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Oct 31, 2018 | by Dr. Jeremy Oliver

Can an online training programme improve staff wellbeing at work?

This week’s guest blog is from Dr. Jeremy Oliver from Royal Holloway University of London on the results from his recently published randomised controlled trial for an online training programme for working adults in setting and pursuing personal life goals.

Workplace stress is increasing. High workloads, rapid delivery targets and lack of job security are damaging the wellbeing of working adults. Employers are looking for initiatives to help improve employee wellbeing that are brief, accessible, and widely available.

The evaluation gap

Only one in five Human Resource practitioners evaluate wellbeing interventions in their organisations, perhaps because wellbeing can be tricky to measure. But evaluating workplace wellbeing interventions doesn’t have to be a massively complex process. It’s possible to carry out an evaluation to a high standard of evidence, without huge costs involved. Our randomised controlled trial was run without external funding. It needed staff time to run (as part of student research time), but the only extra costs were about £200 to host the website. Other methods may be appropriate for different workplaces, but with planning and good contacts in workplaces, the costs can be kept low.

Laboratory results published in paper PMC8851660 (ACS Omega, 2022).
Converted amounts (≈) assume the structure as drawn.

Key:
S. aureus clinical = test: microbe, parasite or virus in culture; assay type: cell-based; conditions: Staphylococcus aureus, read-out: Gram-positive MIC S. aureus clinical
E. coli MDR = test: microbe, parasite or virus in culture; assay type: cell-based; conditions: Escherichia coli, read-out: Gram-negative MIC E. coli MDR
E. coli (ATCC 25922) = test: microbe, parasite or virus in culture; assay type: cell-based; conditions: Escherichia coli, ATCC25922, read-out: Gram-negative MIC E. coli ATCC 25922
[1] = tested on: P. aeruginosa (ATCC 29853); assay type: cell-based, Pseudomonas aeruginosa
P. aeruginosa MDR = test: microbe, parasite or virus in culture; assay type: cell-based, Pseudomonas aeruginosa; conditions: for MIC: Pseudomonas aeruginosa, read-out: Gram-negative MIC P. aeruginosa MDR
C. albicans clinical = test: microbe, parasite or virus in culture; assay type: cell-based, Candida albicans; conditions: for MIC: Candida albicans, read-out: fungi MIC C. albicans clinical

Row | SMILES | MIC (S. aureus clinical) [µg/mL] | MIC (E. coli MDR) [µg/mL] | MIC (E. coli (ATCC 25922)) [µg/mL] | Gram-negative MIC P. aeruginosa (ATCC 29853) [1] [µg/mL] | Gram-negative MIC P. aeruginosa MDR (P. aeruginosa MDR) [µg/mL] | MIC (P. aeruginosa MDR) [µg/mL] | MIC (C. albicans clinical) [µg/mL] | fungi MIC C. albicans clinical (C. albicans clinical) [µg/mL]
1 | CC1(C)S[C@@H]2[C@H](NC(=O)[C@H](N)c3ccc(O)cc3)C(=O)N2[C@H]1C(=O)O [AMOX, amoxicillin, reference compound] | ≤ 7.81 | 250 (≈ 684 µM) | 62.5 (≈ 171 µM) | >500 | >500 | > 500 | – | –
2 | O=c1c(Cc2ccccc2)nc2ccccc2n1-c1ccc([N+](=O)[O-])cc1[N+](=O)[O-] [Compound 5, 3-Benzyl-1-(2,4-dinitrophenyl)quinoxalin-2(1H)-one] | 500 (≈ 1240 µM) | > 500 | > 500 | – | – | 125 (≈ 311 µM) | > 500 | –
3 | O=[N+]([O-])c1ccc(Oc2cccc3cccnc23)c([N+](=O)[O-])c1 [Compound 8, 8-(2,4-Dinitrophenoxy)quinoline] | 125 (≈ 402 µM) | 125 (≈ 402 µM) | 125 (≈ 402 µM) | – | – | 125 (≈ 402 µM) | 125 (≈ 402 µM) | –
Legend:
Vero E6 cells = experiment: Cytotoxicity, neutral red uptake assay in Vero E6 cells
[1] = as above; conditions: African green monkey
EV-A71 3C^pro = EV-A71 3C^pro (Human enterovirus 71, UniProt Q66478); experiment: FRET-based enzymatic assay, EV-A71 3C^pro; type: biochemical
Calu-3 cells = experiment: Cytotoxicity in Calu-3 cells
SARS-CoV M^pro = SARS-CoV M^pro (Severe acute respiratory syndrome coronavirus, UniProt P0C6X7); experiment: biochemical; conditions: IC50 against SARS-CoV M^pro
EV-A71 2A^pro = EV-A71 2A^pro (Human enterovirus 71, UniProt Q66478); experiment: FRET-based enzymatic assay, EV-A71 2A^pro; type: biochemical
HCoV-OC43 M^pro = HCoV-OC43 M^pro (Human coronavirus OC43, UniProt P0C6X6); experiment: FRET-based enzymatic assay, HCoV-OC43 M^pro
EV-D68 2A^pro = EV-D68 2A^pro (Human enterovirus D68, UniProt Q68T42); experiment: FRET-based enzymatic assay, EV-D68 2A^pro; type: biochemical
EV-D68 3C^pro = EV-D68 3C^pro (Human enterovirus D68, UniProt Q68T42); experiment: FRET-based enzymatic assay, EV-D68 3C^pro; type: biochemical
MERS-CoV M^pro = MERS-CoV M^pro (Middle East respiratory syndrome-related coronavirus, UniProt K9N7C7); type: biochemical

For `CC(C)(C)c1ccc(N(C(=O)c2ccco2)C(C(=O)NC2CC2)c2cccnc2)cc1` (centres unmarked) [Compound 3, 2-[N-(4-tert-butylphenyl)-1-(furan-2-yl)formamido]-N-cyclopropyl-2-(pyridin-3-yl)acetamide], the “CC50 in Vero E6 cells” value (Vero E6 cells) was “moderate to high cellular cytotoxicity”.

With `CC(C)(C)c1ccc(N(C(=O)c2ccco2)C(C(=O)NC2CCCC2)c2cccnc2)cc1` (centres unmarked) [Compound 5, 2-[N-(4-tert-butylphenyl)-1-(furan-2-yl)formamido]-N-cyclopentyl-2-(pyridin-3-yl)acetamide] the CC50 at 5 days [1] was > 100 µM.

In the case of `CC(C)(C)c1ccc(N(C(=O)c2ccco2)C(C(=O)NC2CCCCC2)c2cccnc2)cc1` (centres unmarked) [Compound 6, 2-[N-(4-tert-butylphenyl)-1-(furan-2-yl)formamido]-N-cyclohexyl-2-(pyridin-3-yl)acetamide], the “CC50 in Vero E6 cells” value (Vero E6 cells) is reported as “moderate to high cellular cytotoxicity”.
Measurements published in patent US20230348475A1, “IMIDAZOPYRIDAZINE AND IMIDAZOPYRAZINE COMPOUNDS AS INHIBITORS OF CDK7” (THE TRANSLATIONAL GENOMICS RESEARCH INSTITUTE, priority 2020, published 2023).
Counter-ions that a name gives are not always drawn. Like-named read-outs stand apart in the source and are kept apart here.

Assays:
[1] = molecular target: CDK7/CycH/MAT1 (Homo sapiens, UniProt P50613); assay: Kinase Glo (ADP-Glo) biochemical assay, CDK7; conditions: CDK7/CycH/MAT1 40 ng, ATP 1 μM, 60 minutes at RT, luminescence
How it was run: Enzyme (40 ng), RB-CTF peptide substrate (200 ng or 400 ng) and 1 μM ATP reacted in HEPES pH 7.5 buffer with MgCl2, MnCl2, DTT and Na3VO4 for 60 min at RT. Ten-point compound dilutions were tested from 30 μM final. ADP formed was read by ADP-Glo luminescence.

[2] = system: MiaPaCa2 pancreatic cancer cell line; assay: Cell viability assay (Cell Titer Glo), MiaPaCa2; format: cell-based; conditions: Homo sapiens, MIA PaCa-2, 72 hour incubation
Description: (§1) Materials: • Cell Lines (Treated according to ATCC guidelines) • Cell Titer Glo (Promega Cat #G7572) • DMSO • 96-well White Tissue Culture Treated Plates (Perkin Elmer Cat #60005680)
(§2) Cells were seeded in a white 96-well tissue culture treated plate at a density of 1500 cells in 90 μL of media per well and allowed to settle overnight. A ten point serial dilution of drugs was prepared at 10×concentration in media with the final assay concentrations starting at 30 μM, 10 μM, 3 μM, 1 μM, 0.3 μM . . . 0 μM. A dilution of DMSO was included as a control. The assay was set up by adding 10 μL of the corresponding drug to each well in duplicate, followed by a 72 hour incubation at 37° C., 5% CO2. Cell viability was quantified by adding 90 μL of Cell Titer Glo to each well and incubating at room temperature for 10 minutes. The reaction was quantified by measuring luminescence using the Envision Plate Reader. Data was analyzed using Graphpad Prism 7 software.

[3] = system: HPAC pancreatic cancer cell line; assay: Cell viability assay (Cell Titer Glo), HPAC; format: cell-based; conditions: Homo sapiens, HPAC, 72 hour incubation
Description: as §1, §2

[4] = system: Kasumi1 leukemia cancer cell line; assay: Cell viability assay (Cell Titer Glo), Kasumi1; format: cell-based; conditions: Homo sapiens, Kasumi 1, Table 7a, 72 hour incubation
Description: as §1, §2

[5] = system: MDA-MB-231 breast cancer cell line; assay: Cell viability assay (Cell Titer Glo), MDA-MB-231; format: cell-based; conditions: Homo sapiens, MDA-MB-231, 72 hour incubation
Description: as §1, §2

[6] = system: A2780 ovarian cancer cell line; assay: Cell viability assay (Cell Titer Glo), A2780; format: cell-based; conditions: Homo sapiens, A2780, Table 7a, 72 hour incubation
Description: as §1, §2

The key is to start trialling different ways of measuring impact, and sharing the learning, so the gap in our collective knowledge about which approaches work to improve wellbeing in different organisations can start to be filled.

The research

The randomised controlled trial that me and Professor Andrew MacLeod ran involved 330 employees across the UK. Participants reported improved wellbeing – greater life satisfaction, more positive emotions, less negative emotions, and a greater sense of purpose – five weeks after starting the programme and then three months later.


How did the programme have an impact?

The programme helped employees:

  1. to identify goals linked to their personal values
  2. develop steps to move towards selected goals
  3. anticipate and deal with obstacles
  4. maintain motivation.

The programme had several key design features:

  • Clinical expertise brought into the workplace – the training programme was adapted from a successful goal and action planning treatment programme used in mental health service and community settings.
  • Easily accessible – an online resource that could be accessed at home or work.
  • Designed to fit around work and life commitments – the training was designed to be accessed in short bites, to fit around high workloads and other life commitments.
Improved self-reported wellbeing

A working adult who took part in the study said “I found the programme really easy to use and fit in around other commitments. It really helped me to focus on goals for myself after returning to work following maternity leave. The step by step process helped to maintain my momentum and contributed to a greater sense of achievement for me. I will definitely be returning to the programme materials at regular intervals when I need to refresh my life goals.”

Reflecting on the results

I work with families in front-line NHS services in a busy clinic near the City of London. Every day, I see parents who are stressed and overwhelmed, juggling their work and family life. It was great to be able to trial a successful wellbeing programme to help working adults focus their time and efforts on what is most important to them, to improve their wellbeing and engagement with life.

Read the case study from the trial

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Read the case study from the trial

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